my tragic right hip

Busting out bad joints all over the place

December 13th, 2012

Sleep, Interrupted.

There’s a terrific line in Claire Derderer’s equally powerful memoir, Poser, that’s says something about there being so many sleep deprived mothers in Seattle that they are a hazard to drivers, to other people, to, well everyone. Yes, I’m both exaggerating and paraphrasing, but the sentiment is there–at this moment in time I’ve been without regular sleep for almost three years and it’s starting to pay its toll. I think that’s the main reason a friend once told me that she feels like motherhood sucks up your youth and spits you out old–imagine my disdain to learn this when I was already so much older when I had my baby in the first place.

Right through infancy and well into this toddler stage, I would characterize the RRBB as a “good” sleeper. He slept through the night from a young age, and still has a very easy ‘going to bed’ routine that we worked really hard to establish. Yet, it’s never really over–this is what I’m coming to understand, that period of intense sleeplessness that comes with parenthood. Oh yes, my husband seems somewhat immune to it on some levels, he hears our son far less during the night than I do, but that doesn’t mean he’s anymore well rested than I am. Lately, RRBB’s taken to screaming, “Mummy!” at the top of his lungs at various points in the night, either he’s too hot, or one of the umpteen books he’s crammed into his crib have poked him in the cheek, or his nose is stuffy, or his carrot is missing, he’s too hot, his pillow is no longer doing its intended thing of acting like a makeshift duvet cover–the reasons go on. And I can’t help it, it’s instinctual, I’m up and out of bed before I’m actually even awake and in his room and bam two hours go by and he’s cranky and I’m cranky and we’re in our bed or in the spare bed and limbs are pressed up against me and the minutes tick by because, well, I can never ever go back to sleep.

It’s a marathon, parenthood, in ways that I never would have expected or understood before I actually had a child. Those babysitting moments, parenting-in-training, ha!, well, you can always give the kid back afterwards. Being an auntie? While I completely adore and am involved with our extended families, there was always that moment when either they drove away or we did, and our lives went back to normal. Now I know this doesn’t come as a shock to 100% of the people out there–I’m still marveling in the fact that I created a person. Yes, I always wanted to have a baby, that’s not the issue, what I’m consistently finding amazing, in the truest sense of that word, awe-inspiring, is how much of a personality the RRBB had from the moment he was conceived (he hiccuped, a lot; perhaps that’s not personality per se but you get my point…). And I’m not going to complain, even for a moment, about how our child is attached to us–we’ve worked hard to make him feel safe, happy and secure. But when it’s 4AM and he’s woken up 16 times and I’m ragged from work, life, work, life work, life, I’d take him transferring some of that attachment to the giant stuffed carrot he sleeps with every night.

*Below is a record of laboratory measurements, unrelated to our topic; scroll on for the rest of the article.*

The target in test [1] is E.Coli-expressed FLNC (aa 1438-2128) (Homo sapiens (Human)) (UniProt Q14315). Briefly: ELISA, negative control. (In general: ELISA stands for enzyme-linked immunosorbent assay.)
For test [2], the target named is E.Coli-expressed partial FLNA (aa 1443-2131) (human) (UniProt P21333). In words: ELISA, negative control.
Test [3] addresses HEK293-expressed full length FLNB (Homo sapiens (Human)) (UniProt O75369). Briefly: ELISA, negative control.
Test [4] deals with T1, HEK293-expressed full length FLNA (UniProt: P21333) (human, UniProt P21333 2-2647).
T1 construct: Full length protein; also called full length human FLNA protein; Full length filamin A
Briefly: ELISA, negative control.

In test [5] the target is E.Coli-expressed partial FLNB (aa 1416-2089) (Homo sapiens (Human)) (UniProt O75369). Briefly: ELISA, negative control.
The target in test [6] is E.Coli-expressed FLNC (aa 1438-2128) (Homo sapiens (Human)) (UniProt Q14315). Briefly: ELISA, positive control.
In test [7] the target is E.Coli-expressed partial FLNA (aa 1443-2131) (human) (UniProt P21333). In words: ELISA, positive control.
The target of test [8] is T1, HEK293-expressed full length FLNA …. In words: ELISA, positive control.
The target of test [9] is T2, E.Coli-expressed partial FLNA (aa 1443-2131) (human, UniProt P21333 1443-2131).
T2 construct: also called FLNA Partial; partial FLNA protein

A friend at work and I were talking about the exhaustion the other day. That it kind of hums along underneath you, rearing its ugly head when you least need it to. Raising a toddler is challenging. Combating the natural curiosity that leads to situations where his life is in peril is strenuous. Standing up to the temper is, well, a battle. Winding your way around the constant “no!” is not effortless. And then on top of it all, you’re so tired you can barely see straight. And then you come home to this–like I did last night–when your son sees you give your husband a hello kiss and then ten straight minutes of gooshy, snotty, goopy wet kisses follow and it’s as close to magical as you can get in a day. How, how do they do that?

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Girl with titanium hip will rock. Girl with titanium hip will write. Girl with titanium hip will read. Girl with titanium hip will battle crazy-ass disease called Wegener's Granulomatosis. Now stuff that in your spelling bee!

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